A Whole Lot of DRILLING HOLES – Propane, Water, and Power for a Vintage Airstream

A Whole Lot of DRILLING HOLES – Propane, Water, and Power for a Vintage Airstream

The day finally arrived: it was time to run new propane lines under the trailer and drill some rather large holes in the pretty new floor. Sigh. It couldn’t stay pristine forever.


Some very expensive new copper, ready for propane

The good news is that propane lines and fittings are now soldered and in place, a dry fit has been done for the placement of the TwinTemp Jr. tankless water heater and hydronic heater from PrecisionTemp, and my knowledgeable plumbing helper feels reasonably comfortable hooking up two propane tanks to the whole setup someday soon (emphasis on “reasonably”, because this is some new territory for him!)


Dry-fitting the PrecisionTemp Twin-Temp unit in place in the Airstream kitchen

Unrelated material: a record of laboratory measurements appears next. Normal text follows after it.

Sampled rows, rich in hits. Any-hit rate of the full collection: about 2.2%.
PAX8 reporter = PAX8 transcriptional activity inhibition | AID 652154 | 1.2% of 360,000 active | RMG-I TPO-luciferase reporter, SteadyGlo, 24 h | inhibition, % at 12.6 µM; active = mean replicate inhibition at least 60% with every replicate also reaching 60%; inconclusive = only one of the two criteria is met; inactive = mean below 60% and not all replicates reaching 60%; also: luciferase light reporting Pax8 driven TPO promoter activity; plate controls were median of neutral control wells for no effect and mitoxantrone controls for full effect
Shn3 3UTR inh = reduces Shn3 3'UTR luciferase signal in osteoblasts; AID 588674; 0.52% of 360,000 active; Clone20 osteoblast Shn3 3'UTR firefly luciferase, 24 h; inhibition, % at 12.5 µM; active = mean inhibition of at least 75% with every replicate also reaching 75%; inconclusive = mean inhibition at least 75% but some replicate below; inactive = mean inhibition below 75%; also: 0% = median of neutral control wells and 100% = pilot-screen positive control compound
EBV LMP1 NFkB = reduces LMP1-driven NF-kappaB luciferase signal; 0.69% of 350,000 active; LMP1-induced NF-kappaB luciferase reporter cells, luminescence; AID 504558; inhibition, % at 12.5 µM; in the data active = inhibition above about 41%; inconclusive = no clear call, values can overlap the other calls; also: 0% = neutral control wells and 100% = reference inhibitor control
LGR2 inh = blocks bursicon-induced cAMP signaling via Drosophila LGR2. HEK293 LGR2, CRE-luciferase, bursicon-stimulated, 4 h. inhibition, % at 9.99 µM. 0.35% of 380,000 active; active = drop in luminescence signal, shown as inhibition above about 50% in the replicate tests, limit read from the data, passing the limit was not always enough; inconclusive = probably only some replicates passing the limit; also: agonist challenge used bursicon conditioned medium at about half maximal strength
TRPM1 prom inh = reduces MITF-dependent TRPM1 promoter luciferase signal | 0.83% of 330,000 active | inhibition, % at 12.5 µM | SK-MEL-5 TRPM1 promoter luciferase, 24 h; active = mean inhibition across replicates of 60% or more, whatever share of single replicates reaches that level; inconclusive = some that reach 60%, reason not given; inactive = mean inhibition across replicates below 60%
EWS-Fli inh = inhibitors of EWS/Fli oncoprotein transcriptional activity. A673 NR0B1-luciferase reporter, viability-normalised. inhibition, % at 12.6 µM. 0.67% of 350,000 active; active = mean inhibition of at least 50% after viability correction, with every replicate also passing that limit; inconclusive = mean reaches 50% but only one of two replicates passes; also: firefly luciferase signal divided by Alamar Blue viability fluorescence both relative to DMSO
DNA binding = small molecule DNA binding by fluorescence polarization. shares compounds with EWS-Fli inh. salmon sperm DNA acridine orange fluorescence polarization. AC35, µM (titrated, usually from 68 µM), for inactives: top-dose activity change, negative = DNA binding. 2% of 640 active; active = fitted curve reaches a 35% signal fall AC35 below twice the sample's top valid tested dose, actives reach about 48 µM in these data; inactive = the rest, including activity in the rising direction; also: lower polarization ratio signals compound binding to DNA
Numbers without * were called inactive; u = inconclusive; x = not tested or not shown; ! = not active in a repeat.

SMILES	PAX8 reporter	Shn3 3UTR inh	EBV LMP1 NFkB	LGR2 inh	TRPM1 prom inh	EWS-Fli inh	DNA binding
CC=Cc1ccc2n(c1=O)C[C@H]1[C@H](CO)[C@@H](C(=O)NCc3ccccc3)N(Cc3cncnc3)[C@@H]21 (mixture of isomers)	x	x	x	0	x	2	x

The next step was to continue making very permanent and terrifying holes in the trailer by drilling through the exterior walls to install a new city water connection and a 30-amp power plug. I think I held my breath the entire time.

The water inlet, made by Perko, is threaded for attaching a hose at a camp site and bringing pressurized, or “city”, water into the trailer.

The power inlet, made by Furrion, will connect to a 30 amp power supply at a campsite, or a standard household outlet (when paired with the proper adapter) when to charge the trailer batteries at home.

I’ve been very impressed so far  with the looks and construction of both outlets. The Perko water inlet is even made in the USA, and of solid brass. Adding such nice fittings made it somewhat less awful to drill big holes in the side of a vintage trailer. They both have a beautiful chrome finish that will look great if I ever when I get our trailer polished!


So shiny! Much wow!

Rather than contrasting with the Airstream in a painfully obvious way like the plastic models commonly used on newer RV’s, these classy (albeit much more expensive) inlets look like they’ve always belonged on the trailer — and that’s saying something when you’re talking about a 50-year-old RV!



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